Andy, predictably beats all the feather-brained flutterers around Miranda, hands and dress-size, down. Supreme competence is a necessary but seriously insufficient requirement to succeed in the fashion business so the critical ingredient – a better wardrobe – is chosen for her with forensically chic taste by Stanley Tucci’s precisely drawn stereotypically gay Art Editor Nigel. Nigel befriends Andy as readily as if she were Judy Garland’s grand-daughter. (stereotypical is as stereotypical does). Meanwhile back on planet earth, – well, Hollywood Earth – Andy is naturally becoming alienated from her ‘real’ friends and live-in boyfriend Nate . Nate must be real as his greatest aspiration is to be a sous-chef at a big hotel and make Andy posh cheese toasties in the early hours as gastronomic foreplay. Nate is so nice, so boyishly charming, so liquid-eyed lovable, so down-to-Hollywood-Earth you just want to eat him up. When I say….I don’t mean….oh sod it, you know what I mean. You don’t have to like hats to know a good one when you see one.

Pacy editing, some great put-down one-liners and wickedly celebratory vindictiveness drive this all along nicely until the inexorable logic of Hollywood narratives kicks in and the BMD (big moral dilemma) looms to spoil the fun. Miranda manipulates Andy into shafting her sister slave Emily (nicely played by Emily Blunt) by replacing her on the ego-shmoozing, freebie-littered, mega-suck-up trip to the Paris fashion show. Once there she has a guilt-tinged overnight bed-stop with Christian (I kid you not) again impossibly handsome, but with a better tan, expensively tousled locks and reputed but not demonstrated, writing skills. He tells her of an imminent Runway putsch which Andy’s scruples lead her to tip Miranda off about and who by way of thanks draws Andy into a mega-shafting of camply loveable Nigel. Mere collateral damage in Miranda’s holy war of empire. Priestley infallibility.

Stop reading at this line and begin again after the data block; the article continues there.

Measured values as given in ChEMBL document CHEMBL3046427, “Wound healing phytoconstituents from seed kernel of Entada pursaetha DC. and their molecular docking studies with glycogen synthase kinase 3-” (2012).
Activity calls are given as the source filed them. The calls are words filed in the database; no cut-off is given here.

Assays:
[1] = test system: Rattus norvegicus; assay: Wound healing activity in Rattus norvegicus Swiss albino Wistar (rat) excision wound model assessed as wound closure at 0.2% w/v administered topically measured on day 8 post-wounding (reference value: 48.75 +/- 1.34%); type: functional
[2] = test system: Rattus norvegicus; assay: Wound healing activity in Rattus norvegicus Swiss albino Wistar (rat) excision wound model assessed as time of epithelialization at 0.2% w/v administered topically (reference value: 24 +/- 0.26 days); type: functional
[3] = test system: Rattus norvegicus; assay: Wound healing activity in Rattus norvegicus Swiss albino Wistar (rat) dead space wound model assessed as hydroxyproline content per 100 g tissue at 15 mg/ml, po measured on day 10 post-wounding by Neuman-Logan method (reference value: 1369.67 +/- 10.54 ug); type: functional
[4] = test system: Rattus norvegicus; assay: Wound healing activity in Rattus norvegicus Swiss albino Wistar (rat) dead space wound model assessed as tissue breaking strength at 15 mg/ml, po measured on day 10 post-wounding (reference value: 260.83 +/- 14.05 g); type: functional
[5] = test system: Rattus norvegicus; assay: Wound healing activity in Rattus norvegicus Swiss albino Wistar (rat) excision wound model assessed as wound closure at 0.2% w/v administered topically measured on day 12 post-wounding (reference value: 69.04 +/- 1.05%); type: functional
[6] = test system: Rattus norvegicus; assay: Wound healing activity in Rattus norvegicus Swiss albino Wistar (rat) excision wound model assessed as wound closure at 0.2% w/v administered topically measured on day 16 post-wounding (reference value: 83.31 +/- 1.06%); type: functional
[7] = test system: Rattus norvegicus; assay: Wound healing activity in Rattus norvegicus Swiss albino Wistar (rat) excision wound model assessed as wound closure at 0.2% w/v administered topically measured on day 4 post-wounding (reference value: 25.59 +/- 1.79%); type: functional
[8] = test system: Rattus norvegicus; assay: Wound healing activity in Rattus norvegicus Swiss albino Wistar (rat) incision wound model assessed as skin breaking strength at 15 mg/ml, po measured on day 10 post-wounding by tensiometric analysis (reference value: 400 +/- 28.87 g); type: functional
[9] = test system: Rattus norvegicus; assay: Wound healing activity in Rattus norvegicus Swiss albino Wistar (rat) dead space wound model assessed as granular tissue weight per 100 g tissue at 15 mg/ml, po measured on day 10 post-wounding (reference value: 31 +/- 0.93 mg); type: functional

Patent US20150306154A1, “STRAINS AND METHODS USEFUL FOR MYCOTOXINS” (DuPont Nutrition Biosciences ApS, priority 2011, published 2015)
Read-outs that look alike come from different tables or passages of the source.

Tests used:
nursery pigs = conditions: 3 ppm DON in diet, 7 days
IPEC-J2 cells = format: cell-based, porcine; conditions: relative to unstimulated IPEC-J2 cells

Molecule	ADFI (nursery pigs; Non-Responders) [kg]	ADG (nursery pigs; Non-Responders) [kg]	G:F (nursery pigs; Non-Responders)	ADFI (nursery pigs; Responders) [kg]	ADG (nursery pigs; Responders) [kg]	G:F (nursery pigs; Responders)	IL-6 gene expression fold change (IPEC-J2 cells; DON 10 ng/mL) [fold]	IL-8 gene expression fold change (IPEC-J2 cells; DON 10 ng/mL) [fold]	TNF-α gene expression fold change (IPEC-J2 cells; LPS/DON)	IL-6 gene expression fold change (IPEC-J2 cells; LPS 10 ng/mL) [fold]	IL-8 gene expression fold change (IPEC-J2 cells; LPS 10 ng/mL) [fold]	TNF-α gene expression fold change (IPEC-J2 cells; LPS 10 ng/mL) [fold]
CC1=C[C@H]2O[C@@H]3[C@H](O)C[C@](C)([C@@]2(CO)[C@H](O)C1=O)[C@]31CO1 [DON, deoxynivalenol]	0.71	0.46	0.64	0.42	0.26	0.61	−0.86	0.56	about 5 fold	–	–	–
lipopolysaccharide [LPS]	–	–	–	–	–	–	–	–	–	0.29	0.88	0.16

If you have ever seen a Hollywood movie you will know how this ends (pretty much from about 20 minutes in). Devil shares with soft-core porn and many violent movies, the quality of celebrating in form what it decries in narrative content. The shiny, sharp, diamond hard, starkly lit lines of the movie’s form are dimmed and mushed up in a tiresomely sentimental ending. In the best line of the movie, the triumphantly victorious Miranda welcomes Andy as a ruthless Queen-bee-in-waiting. Andy resists with “maybe I don’t want to be like you”, to which Miranda replies “don’t be foolish dear, everyone wants to be us.” In a world where celebrity is the pre-eminent aspiration of many and fascination of most – she may just be right.

Devil is like a $1,500 handbag. It alludes to arcane mysteries beyond the ken of man. Not just the incomprehensible idea that anyone of sound mind could pay such a price for a piece of stitched cloth to keep things in, but the cosmic riddle that having done so, its proud owner can never find anything she wants in its dark and unfathomable interior. OK ladies, hit back with talk of football if you must. But remember – I haven’t even started on the insanity of women and shoes.

(October 2006)